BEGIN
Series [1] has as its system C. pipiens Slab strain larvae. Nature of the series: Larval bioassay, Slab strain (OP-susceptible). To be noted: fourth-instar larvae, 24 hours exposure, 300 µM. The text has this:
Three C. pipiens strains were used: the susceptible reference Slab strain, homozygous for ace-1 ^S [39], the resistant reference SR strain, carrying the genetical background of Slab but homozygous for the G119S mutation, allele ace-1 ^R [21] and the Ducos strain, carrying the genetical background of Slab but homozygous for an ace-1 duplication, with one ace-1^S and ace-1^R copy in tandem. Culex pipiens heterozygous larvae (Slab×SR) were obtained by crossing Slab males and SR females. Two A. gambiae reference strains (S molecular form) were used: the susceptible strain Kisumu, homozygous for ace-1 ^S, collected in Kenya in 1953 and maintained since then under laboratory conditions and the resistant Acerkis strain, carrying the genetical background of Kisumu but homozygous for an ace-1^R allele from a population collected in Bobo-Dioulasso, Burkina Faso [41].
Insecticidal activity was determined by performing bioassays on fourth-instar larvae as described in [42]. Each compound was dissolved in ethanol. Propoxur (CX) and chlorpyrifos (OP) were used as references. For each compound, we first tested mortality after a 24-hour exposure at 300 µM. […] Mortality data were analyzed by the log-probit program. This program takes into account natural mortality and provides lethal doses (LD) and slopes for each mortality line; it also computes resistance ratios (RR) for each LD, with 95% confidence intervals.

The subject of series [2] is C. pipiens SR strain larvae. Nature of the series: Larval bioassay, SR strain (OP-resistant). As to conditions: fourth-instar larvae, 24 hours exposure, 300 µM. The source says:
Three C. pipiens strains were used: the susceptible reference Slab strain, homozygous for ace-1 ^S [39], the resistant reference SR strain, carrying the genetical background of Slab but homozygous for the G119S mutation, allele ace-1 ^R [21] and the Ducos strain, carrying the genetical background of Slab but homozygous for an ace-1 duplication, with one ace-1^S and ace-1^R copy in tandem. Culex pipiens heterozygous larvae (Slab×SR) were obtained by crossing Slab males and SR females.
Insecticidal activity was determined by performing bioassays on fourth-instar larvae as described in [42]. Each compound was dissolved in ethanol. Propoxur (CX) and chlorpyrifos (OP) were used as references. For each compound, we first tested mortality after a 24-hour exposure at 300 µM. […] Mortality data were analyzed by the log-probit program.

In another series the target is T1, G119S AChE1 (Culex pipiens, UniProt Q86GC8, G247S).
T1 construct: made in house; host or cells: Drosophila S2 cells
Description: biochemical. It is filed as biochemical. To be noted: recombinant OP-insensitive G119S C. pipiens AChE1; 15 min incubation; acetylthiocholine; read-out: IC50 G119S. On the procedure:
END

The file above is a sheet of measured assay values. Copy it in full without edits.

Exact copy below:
Series [1] has as its system C. pipiens Slab strain larvae. Nature of the series: Larval bioassay, Slab strain (OP-susceptible). To be noted: fourth-instar larvae, 24 hours exposure, 300 µM. The text has this:
Three C. pipiens strains were used: the susceptible reference Slab strain, homozygous for ace-1 ^S [39], the resistant reference SR strain, carrying the genetical background of Slab but homozygous for the G119S mutation, allele ace-1 ^R [21] and the Ducos strain, carrying the genetical background of Slab but homozygous for an ace-1 duplication, with one ace-1^S and ace-1^R copy in tandem. Culex pipiens heterozygous larvae (Slab×SR) were obtained by crossing Slab males and SR females. Two A. gambiae reference strains (S molecular form) were used: the susceptible strain Kisumu, homozygous for ace-1 ^S, collected in Kenya in 1953 and maintained since then under laboratory conditions and the resistant Acerkis strain, carrying the genetical background of Kisumu but homozygous for an ace-1^R allele from a population collected in Bobo-Dioulasso, Burkina Faso [41].
Insecticidal activity was determined by performing bioassays on fourth-instar larvae as described in [42]. Each compound was dissolved in ethanol. Propoxur (CX) and chlorpyrifos (OP) were used as references. For each compound, we first tested mortality after a 24-hour exposure at 300 µM. […] Mortality data were analyzed by the log-probit program. This program takes into account natural mortality and provides lethal doses (LD) and slopes for each mortality line; it also computes resistance ratios (RR) for each LD, with 95% confidence intervals.

The subject of series [2] is C. pipiens SR strain larvae. Nature of the series: Larval bioassay, SR strain (OP-resistant). As to conditions: fourth-instar larvae, 24 hours exposure, 300 µM. The source says:
Three C. pipiens strains were used: the susceptible reference Slab strain, homozygous for ace-1 ^S [39], the resistant reference SR strain, carrying the genetical background of Slab but homozygous for the G119S mutation, allele ace-1 ^R [21] and the Ducos strain, carrying the genetical background of Slab but homozygous for an ace-1 duplication, with one ace-1^S and ace-1^R copy in tandem. Culex pipiens heterozygous larvae (Slab×SR) were obtained by crossing Slab males and SR females.
Insecticidal activity was determined by performing bioassays on fourth-instar larvae as described in [42]. Each compound was dissolved in ethanol. Propoxur (CX) and chlorpyrifos (OP) were used as references. For each compound, we first tested mortality after a 24-hour exposure at 300 µM. […] Mortality data were analyzed by the log-probit program.

In another series the target is T1, G119S AChE1 (Culex pipiens, UniProt Q86GC8, G247S).
T1 construct: made in house; host or cells: Drosophila S2 cells
Description: biochemical. It is filed as biochemical. To be noted: recombinant OP-insensitive G119S C. pipiens AChE1; 15 min incubation; acetylthiocholine; read-out: IC50 G119S. On the procedure: